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Cafe

JAMBALAYA(Comprising a random

collection of ingredients from St. Louis food and wine) WINGING IT: The folks at the Boone Center, a sheltered workshop serving the disabled community in St. Charles, were nice enough to invite me to judge their "Wing Ding" tastiest-chicken-wings competition a couple weeks ago, and although I shy away from public appearances, I've worked with sheltered workshops around the area for many years and have tremendous respect for the tireless folks who run them.

For this, the inaugural Wing Ding, a perpetual-motion machine named Aleece Vogt, development director of the Boone Center, gathered 10 wing purveyors from both sides of the Missouri and offered their wares at buffet tables to the general public. Wings were prepared to order for us "experts," including a couple of other food writers and some of St. Charles' political honchos and honchettes. Banquet Center of the Little Hills, located at the north end of town, provided the facilities, and several hundred people showed up.

This year's winner was T.G.I. Friday's, although my scorecard (which also placed Friday's first) was awfully tightly bunched, and the allocation of extra points for "uniqueness" might have slightly biased the voting against the best-represented style, Buffalo hot wings. Anyway, it was a heck of a promotional idea and a wonderful cause, not to mention a lot of fun for the judges, even if our taste buds started to melt together after the fourth or fifth dose of cayenne. Look for the "second annual" version of the event to be bigger and better next year.

TIDBITS: The revolving-door space at the base of 101 S. Hanley in Clayton's Interco Tower (which has housed, let's see, two incarnations of Dierdorf & Hart's Grill, including one run by the Andujars of Le Bistro and Malmaison fame; Girarrosto, part of Bernard Douteau's empire and briefly known as Fish; and, most recently, the relocated and subsequently sold Nantucket Cove) is now morphing into J. Buck's, named for a relatively obscure St. Louis media family that is in no way related to the world-renowned Dan Buck of Show Me St. Louis fame. Look for "high-end American food at moderate prices" toward the end of summer, according to Ted Geiger, who, along with partner John Whicker, owns soon-to-be-eight Chevy's in the region and is the restaurant brains behind the operation. Former Californian Tony Gomes will run day-to-day operations, and Geiger says that they've hired a couple of local restaurant veterans to supervise the kitchen.... Call 800-419-2245 to get on the mailing list of Blumenhof Vineyards, whose quick-read newsletter gets a little feisty this month, naming a number of high-profile Missouri wineries for producing wines whose content isn't exactly all Missouri grapes. (Hey, a little competition will ultimately be a good thing for Missouri's ever-improving wine industry.)... And although I always hold in mind that I'm dealing with many people's livelihoods when writing about a restaurant, I have to urge Cynthia Sensabaugh at Romo's, whose letter to the editor/ad feminem attack on Jill Posey-Smith was published last week, to do a little more evaluating and managing and a little less writing. My wife (who also has two last names but doesn't hyphenate them, as if that makes a difference) and I also visited Romo's and, for the first time in my memory, actually walked out of a place, not because the food was bad but because we were neither greeted nor seated — nor even approached by a waitress, bartender or anyone else. There was only one other table occupied, early on a Saturday night, and we gave it 10 full minutes before we split. I'm a big fan of Soulard and the city, but nobody's doing the neighborhood or the city any favors with hospitality that makes at least two different dining parties feel about as welcome as a didn't-go-to-high-school-here chief executive at a local country club.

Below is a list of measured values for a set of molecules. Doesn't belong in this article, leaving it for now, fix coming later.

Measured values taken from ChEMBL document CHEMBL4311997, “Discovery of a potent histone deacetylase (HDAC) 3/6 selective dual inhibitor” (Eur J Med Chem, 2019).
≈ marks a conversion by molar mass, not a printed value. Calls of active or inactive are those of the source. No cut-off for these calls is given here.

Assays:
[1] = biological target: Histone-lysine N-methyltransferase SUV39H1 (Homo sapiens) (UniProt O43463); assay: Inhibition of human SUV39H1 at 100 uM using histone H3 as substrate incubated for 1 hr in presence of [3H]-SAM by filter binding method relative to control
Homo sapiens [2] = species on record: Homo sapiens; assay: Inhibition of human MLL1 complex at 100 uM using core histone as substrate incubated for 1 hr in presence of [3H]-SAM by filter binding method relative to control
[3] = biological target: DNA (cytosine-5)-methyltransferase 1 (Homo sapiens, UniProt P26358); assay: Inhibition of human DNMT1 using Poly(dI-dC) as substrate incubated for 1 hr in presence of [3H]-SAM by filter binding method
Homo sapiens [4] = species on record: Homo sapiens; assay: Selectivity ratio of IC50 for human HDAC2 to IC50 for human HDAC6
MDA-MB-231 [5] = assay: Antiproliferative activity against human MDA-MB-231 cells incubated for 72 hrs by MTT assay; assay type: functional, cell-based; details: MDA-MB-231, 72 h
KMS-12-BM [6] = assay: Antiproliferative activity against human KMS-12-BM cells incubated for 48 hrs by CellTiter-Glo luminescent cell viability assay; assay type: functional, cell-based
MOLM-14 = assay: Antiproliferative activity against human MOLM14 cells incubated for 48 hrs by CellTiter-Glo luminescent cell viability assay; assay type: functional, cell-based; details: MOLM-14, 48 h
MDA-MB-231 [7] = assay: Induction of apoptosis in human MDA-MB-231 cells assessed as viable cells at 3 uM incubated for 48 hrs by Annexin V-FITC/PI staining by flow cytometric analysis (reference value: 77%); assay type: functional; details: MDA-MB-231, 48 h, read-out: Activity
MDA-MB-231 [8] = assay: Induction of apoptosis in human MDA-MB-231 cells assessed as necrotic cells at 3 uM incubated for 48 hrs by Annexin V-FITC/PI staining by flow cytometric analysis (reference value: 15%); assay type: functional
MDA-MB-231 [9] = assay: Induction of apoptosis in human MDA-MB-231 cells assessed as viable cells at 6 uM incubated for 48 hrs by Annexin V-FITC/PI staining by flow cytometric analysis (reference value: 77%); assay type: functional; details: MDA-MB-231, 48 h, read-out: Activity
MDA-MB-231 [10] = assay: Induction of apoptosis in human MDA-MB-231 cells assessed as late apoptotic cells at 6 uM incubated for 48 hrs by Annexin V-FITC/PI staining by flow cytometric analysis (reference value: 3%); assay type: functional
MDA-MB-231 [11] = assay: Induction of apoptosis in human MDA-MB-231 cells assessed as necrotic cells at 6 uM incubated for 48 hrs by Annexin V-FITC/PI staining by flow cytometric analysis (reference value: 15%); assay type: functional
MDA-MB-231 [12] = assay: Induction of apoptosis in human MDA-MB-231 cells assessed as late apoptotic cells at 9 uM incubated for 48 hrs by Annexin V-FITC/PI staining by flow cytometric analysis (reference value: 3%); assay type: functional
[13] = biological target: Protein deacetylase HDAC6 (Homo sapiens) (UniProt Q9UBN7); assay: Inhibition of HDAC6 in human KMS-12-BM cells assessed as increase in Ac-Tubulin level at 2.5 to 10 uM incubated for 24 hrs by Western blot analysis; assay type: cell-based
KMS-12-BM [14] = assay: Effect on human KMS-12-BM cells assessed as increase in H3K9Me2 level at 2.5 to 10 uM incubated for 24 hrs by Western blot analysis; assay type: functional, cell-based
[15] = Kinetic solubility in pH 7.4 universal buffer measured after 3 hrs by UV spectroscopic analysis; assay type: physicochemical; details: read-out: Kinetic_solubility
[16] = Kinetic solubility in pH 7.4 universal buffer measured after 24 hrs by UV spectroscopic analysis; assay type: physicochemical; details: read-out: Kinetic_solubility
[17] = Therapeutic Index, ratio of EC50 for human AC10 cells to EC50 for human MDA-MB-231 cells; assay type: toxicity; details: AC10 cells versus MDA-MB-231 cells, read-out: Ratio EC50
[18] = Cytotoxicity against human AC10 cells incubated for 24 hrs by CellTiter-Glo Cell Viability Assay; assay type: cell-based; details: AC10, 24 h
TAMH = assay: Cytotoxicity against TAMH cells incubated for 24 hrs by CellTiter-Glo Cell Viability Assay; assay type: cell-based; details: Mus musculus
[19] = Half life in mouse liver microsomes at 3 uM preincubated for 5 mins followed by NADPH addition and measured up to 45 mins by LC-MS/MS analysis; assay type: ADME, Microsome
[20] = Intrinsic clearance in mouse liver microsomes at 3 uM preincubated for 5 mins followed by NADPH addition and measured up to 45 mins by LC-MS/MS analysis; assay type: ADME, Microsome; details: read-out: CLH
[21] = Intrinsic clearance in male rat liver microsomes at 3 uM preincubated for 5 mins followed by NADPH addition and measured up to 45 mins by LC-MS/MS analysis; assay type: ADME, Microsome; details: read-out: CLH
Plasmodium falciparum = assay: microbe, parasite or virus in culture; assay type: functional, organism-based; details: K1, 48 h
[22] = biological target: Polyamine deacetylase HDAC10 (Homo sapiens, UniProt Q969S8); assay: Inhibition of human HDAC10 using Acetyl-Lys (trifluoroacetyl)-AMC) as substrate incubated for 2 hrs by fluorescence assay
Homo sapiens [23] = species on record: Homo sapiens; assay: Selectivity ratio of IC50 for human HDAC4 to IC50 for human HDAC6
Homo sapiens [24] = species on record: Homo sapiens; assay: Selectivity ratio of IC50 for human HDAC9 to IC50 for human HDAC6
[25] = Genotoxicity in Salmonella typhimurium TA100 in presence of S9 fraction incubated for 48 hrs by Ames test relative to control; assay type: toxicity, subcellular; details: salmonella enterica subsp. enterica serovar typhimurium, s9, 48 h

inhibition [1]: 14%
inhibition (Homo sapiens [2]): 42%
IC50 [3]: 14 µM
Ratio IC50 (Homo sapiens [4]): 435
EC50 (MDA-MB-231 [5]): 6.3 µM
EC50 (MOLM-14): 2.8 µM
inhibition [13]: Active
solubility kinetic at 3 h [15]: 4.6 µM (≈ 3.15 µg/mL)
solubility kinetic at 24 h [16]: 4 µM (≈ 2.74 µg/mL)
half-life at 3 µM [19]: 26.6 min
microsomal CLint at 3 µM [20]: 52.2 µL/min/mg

— Joe Bonwich

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